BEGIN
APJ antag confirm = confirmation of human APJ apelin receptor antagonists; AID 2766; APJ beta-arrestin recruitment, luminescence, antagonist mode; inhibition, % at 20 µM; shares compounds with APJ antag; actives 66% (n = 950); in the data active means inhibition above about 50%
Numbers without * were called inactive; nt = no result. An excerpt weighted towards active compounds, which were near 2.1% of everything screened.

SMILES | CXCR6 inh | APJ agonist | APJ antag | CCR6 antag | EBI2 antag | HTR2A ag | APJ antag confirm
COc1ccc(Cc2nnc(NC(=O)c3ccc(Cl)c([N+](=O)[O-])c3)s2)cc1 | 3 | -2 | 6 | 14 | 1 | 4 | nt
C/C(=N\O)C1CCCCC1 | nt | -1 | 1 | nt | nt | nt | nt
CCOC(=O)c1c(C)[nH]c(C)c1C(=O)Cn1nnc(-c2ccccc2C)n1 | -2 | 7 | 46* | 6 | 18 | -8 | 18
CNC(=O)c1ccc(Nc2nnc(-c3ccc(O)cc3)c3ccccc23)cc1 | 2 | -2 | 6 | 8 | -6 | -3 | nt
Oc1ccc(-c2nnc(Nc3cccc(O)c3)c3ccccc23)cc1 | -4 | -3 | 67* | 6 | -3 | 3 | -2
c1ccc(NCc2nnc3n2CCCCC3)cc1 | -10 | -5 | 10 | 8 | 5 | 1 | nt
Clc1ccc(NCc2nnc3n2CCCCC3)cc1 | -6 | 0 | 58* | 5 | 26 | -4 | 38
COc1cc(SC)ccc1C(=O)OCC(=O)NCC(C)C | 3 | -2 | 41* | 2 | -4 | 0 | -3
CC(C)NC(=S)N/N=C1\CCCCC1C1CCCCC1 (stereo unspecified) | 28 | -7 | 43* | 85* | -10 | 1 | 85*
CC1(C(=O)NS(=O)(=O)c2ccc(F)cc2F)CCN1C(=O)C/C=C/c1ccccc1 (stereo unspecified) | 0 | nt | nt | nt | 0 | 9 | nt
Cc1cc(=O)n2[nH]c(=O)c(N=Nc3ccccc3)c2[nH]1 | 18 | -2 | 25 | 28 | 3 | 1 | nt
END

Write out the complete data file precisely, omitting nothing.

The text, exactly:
APJ antag confirm = confirmation of human APJ apelin receptor antagonists; AID 2766; APJ beta-arrestin recruitment, luminescence, antagonist mode; inhibition, % at 20 µM; shares compounds with APJ antag; actives 66% (n = 950); in the data active means inhibition above about 50%
Numbers without * were called inactive; nt = no result. An excerpt weighted towards active compounds, which were near 2.1% of everything screened.

SMILES | CXCR6 inh | APJ agonist | APJ antag | CCR6 antag | EBI2 antag | HTR2A ag | APJ antag confirm
COc1ccc(Cc2nnc(NC(=O)c3ccc(Cl)c([N+](=O)[O-])c3)s2)cc1 | 3 | -2 | 6 | 14 | 1 | 4 | nt
C/C(=N\O)C1CCCCC1 | nt | -1 | 1 | nt | nt | nt | nt
CCOC(=O)c1c(C)[nH]c(C)c1C(=O)Cn1nnc(-c2ccccc2C)n1 | -2 | 7 | 46* | 6 | 18 | -8 | 18
CNC(=O)c1ccc(Nc2nnc(-c3ccc(O)cc3)c3ccccc23)cc1 | 2 | -2 | 6 | 8 | -6 | -3 | nt
Oc1ccc(-c2nnc(Nc3cccc(O)c3)c3ccccc23)cc1 | -4 | -3 | 67* | 6 | -3 | 3 | -2
c1ccc(NCc2nnc3n2CCCCC3)cc1 | -10 | -5 | 10 | 8 | 5 | 1 | nt
Clc1ccc(NCc2nnc3n2CCCCC3)cc1 | -6 | 0 | 58* | 5 | 26 | -4 | 38
COc1cc(SC)ccc1C(=O)OCC(=O)NCC(C)C | 3 | -2 | 41* | 2 | -4 | 0 | -3
CC(C)NC(=S)N/N=C1\CCCCC1C1CCCCC1 (stereo unspecified) | 28 | -7 | 43* | 85* | -10 | 1 | 85*
CC1(C(=O)NS(=O)(=O)c2ccc(F)cc2F)CCN1C(=O)C/C=C/c1ccccc1 (stereo unspecified) | 0 | nt | nt | nt | 0 | 9 | nt
Cc1cc(=O)n2[nH]c(=O)c(N=Nc3ccccc3)c2[nH]1 | 18 | -2 | 25 | 28 | 3 | 1 | nt